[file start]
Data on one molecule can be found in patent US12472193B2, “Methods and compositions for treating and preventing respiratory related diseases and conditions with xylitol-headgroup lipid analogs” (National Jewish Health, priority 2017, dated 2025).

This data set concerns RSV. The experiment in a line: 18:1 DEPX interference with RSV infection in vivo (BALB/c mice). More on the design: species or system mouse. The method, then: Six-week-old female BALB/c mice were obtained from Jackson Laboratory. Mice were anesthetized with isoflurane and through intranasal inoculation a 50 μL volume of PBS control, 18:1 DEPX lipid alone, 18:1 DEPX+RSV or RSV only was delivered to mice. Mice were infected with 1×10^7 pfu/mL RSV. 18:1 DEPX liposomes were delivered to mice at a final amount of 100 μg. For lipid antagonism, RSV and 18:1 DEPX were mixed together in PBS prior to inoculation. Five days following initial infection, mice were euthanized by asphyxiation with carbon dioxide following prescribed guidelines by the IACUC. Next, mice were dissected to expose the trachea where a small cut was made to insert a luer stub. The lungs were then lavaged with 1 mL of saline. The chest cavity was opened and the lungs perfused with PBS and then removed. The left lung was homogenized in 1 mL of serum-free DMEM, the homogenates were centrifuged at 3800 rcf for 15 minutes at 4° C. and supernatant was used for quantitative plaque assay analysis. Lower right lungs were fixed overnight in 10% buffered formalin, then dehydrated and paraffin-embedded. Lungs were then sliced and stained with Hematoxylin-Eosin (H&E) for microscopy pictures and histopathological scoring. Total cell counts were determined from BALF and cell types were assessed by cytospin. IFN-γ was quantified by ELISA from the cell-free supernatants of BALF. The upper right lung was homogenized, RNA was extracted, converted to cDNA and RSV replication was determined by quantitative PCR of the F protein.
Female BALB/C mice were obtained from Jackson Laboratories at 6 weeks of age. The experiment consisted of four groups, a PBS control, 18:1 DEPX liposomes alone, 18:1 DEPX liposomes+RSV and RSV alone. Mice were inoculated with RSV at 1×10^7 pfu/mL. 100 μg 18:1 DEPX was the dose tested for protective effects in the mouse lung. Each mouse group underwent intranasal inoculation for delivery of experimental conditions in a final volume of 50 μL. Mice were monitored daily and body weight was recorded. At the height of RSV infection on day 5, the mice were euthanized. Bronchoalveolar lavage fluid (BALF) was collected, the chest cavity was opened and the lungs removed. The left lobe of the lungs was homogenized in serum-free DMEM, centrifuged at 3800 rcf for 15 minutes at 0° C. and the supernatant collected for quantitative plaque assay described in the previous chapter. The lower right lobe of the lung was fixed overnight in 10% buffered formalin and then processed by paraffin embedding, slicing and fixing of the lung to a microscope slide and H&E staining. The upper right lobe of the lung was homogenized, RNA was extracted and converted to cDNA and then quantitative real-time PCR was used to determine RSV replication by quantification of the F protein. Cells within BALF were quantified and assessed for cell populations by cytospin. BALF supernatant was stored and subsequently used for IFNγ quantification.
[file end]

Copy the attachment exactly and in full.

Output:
Data on one molecule can be found in patent US12472193B2, “Methods and compositions for treating and preventing respiratory related diseases and conditions with xylitol-headgroup lipid analogs” (National Jewish Health, priority 2017, dated 2025).

This data set concerns RSV. The experiment in a line: 18:1 DEPX interference with RSV infection in vivo (BALB/c mice). More on the design: species or system mouse. The method, then: Six-week-old female BALB/c mice were obtained from Jackson Laboratory. Mice were anesthetized with isoflurane and through intranasal inoculation a 50 μL volume of PBS control, 18:1 DEPX lipid alone, 18:1 DEPX+RSV or RSV only was delivered to mice. Mice were infected with 1×10^7 pfu/mL RSV. 18:1 DEPX liposomes were delivered to mice at a final amount of 100 μg. For lipid antagonism, RSV and 18:1 DEPX were mixed together in PBS prior to inoculation. Five days following initial infection, mice were euthanized by asphyxiation with carbon dioxide following prescribed guidelines by the IACUC. Next, mice were dissected to expose the trachea where a small cut was made to insert a luer stub. The lungs were then lavaged with 1 mL of saline. The chest cavity was opened and the lungs perfused with PBS and then removed. The left lung was homogenized in 1 mL of serum-free DMEM, the homogenates were centrifuged at 3800 rcf for 15 minutes at 4° C. and supernatant was used for quantitative plaque assay analysis. Lower right lungs were fixed overnight in 10% buffered formalin, then dehydrated and paraffin-embedded. Lungs were then sliced and stained with Hematoxylin-Eosin (H&E) for microscopy pictures and histopathological scoring. Total cell counts were determined from BALF and cell types were assessed by cytospin. IFN-γ was quantified by ELISA from the cell-free supernatants of BALF. The upper right lung was homogenized, RNA was extracted, converted to cDNA and RSV replication was determined by quantitative PCR of the F protein.
Female BALB/C mice were obtained from Jackson Laboratories at 6 weeks of age. The experiment consisted of four groups, a PBS control, 18:1 DEPX liposomes alone, 18:1 DEPX liposomes+RSV and RSV alone. Mice were inoculated with RSV at 1×10^7 pfu/mL. 100 μg 18:1 DEPX was the dose tested for protective effects in the mouse lung. Each mouse group underwent intranasal inoculation for delivery of experimental conditions in a final volume of 50 μL. Mice were monitored daily and body weight was recorded. At the height of RSV infection on day 5, the mice were euthanized. Bronchoalveolar lavage fluid (BALF) was collected, the chest cavity was opened and the lungs removed. The left lobe of the lungs was homogenized in serum-free DMEM, centrifuged at 3800 rcf for 15 minutes at 0° C. and the supernatant collected for quantitative plaque assay described in the previous chapter. The lower right lobe of the lung was fixed overnight in 10% buffered formalin and then processed by paraffin embedding, slicing and fixing of the lung to a microscope slide and H&E staining. The upper right lobe of the lung was homogenized, RNA was extracted and converted to cDNA and then quantitative real-time PCR was used to determine RSV replication by quantification of the F protein. Cells within BALF were quantified and assessed for cell populations by cytospin. BALF supernatant was stored and subsequently used for IFNγ quantification.